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"When he walked into his office that morning, the first thing he saw was Louis, low in vitality, resting on the examination table. Dr. Germain dropped the folder of X-rays he was carrying. A mishap from an organized man might well indicate a sense of disturbance, and Gregory Germain’s momentary and uncharacteristic clumsiness did speak volumes—he had dreadful news to share. The blood tests taken at the same time as the recent X-rays were showing what he called—for the moment “extreme anemia,” meaning low blood counts, low energy, and a lack of oxygen that would produce lethargy. With kindness and urgency, he insisted we go to the Children’s Emergency Room at Yale-New Haven Hospital, where he would meet us immediately. My wife and I looked at each other and then we both looked at Louis in total silence."
"Naturally, I had to Google the word nadir in the context of this strange world of chemo. It turns out that adults in chemotherapy hit the nadir within ten days after their initial treatment. Adults are typically given a break before the second dosage to allow the cells to rebuild. Normal service, as it were, is resumed in twenty to thirty days in an adult body. A child’s metabolism is different. Often, shorter timespans prevail—both in reaching the nadir and rising from it. Why, then, might anyone—why might Louis Unger—need a bone marrow transplant?”
"While Mary Ellen was spending time with Lou at the hospital and I was at home with Harry we talked on the phone about somehow getting the boys together. Suddenly, I was inspired with a crazy plan. I said, “Okay, we’re driving to Yale, I’m going to put Harry in a suitcase, and I’m just going to wheel the suitcase in, right? Nobody’s going to know. I’m going to wheel the suitcase into Lou’s room, and put it down. And then, when I pop it open Lou’s going to be surprised” Finally, some fun!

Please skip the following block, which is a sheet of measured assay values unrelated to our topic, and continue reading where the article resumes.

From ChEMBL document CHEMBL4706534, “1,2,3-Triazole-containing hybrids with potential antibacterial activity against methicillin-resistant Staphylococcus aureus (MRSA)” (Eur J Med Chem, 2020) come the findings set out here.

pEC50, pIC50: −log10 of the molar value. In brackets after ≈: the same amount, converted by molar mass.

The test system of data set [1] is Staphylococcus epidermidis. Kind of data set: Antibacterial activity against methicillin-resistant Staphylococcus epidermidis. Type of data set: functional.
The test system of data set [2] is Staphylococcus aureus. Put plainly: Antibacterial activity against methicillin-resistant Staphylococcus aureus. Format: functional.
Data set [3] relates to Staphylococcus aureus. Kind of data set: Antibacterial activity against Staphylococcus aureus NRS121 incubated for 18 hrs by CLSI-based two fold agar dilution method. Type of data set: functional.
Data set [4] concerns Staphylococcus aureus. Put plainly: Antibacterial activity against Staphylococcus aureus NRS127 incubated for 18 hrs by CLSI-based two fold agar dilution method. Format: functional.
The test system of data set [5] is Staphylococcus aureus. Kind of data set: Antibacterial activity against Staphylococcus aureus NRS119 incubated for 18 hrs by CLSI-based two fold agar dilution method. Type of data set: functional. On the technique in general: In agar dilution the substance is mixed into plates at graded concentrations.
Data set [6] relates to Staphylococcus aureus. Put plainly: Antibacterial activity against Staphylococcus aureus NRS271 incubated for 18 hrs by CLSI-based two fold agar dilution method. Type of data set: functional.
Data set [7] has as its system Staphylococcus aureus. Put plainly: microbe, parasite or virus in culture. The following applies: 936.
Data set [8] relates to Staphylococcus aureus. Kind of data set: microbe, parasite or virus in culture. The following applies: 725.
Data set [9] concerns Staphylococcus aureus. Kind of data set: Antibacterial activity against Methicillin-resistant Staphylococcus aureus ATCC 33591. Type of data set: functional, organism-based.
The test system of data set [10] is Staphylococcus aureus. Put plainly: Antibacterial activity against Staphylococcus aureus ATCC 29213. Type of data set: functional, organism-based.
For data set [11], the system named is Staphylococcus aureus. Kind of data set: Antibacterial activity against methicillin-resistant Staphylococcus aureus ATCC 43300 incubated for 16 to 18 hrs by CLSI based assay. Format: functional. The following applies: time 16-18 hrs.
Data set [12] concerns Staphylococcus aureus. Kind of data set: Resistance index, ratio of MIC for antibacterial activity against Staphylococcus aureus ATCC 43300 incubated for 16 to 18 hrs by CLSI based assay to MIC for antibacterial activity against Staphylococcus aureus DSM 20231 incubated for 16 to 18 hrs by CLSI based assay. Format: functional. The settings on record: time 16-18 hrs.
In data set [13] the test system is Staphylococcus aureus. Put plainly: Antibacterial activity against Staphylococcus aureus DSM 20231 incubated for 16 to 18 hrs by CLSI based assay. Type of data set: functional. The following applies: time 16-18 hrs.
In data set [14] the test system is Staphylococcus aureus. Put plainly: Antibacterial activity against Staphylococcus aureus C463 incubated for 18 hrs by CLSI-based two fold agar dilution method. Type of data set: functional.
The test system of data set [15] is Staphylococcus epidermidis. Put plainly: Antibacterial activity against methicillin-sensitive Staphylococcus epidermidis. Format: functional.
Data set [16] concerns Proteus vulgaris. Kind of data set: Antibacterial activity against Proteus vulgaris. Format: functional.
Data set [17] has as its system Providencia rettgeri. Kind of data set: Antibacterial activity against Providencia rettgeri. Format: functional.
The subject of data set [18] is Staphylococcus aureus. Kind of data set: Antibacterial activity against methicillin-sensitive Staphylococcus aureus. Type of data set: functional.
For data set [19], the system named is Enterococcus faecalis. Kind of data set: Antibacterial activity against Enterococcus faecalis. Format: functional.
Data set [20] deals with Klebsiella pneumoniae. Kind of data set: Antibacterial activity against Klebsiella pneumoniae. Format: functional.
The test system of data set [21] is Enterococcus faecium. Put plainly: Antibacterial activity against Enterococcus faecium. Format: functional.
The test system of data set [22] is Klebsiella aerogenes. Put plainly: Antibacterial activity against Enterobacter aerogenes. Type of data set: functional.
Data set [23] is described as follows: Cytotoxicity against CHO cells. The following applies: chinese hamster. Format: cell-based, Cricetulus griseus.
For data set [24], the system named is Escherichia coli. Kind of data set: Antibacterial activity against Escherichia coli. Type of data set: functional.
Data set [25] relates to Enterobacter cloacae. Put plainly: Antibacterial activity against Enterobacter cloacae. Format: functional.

Harry remembers it well: “Oh, we walked in with the suitcase. We went up to an empty floor, unzipped the case and I got in the fetal position and crawled in. He zipped me up, pressed the button—I remember him talking with the doctors, there are like doctors in the elevator and we were really nonchalant and we got out. He rolls me in the room, opens up the case, and Louis is so happy. He was fantastic!”
"I had a bad feeling when we drove the twenty minutes to Yale. Mary Ellen was worried, of course, but Louis was being tested for cancer, full battery of scans, bloodwork, biopsy once a month so I wasn’t expecting the brain tumor, how would that not have shown up in the testing?
Now we stared at each other again and our thoughts instantly crossed—this is bad, very bad. My mind was racing.
The roller-coaster had crashed. Our trap door opened and I was falling hard. Louis had relapsed. Not just a “normal” relapse but a brain tumor. It was the most feared of all neuroblastoma relapses. What are the chances of survival? This time we knew. We’d done our homework. We’d heard the doctor in Chicago. The fact was that no child had ever survived a neuroblastoma relapse presenting as a brain tumor. In other words, the chances were zero.”
"Mary Ellen and Mark Unger are parent advocates like I had never seen before or since. Negotiating the complicated world of Pediatric Oncology, the varied clinicians, the medical terminology, multiple medical centers, experimental protocols, and the emotional ups and downs of advanced parenting must have seemed impossible. But the Ungers, not medically trained when they started this journey, took on the challenge and were incredibly effective. Eventually, I think, saving their son's life. Mary Ellen and Mark stand as role models for all parents who advocate for their kids. And they have shown me that effective advocacy is not only important for every parent, but it is possible in any situation. Even the most dire."